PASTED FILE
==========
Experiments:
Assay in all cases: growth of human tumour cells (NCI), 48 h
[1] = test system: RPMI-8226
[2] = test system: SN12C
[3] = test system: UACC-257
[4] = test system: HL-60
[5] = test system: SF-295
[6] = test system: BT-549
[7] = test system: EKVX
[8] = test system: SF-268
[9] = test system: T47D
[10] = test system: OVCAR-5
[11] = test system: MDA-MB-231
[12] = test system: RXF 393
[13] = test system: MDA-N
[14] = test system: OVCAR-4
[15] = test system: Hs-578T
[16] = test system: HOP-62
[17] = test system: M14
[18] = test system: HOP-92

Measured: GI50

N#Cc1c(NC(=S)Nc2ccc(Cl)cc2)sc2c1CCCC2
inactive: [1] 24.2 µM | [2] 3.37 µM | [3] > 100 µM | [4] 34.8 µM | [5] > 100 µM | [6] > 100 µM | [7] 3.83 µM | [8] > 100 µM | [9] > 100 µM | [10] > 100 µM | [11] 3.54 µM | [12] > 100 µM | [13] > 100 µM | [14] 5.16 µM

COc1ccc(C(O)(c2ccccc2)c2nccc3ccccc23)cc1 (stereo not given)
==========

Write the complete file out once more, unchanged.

Experiments:
Assay in all cases: growth of human tumour cells (NCI), 48 h
[1] = test system: RPMI-8226
[2] = test system: SN12C
[3] = test system: UACC-257
[4] = test system: HL-60
[5] = test system: SF-295
[6] = test system: BT-549
[7] = test system: EKVX
[8] = test system: SF-268
[9] = test system: T47D
[10] = test system: OVCAR-5
[11] = test system: MDA-MB-231
[12] = test system: RXF 393
[13] = test system: MDA-N
[14] = test system: OVCAR-4
[15] = test system: Hs-578T
[16] = test system: HOP-62
[17] = test system: M14
[18] = test system: HOP-92

Measured: GI50

N#Cc1c(NC(=S)Nc2ccc(Cl)cc2)sc2c1CCCC2
inactive: [1] 24.2 µM | [2] 3.37 µM | [3] > 100 µM | [4] 34.8 µM | [5] > 100 µM | [6] > 100 µM | [7] 3.83 µM | [8] > 100 µM | [9] > 100 µM | [10] > 100 µM | [11] 3.54 µM | [12] > 100 µM | [13] > 100 µM | [14] 5.16 µM

COc1ccc(C(O)(c2ccccc2)c2nccc3ccccc23)cc1 (stereo not given)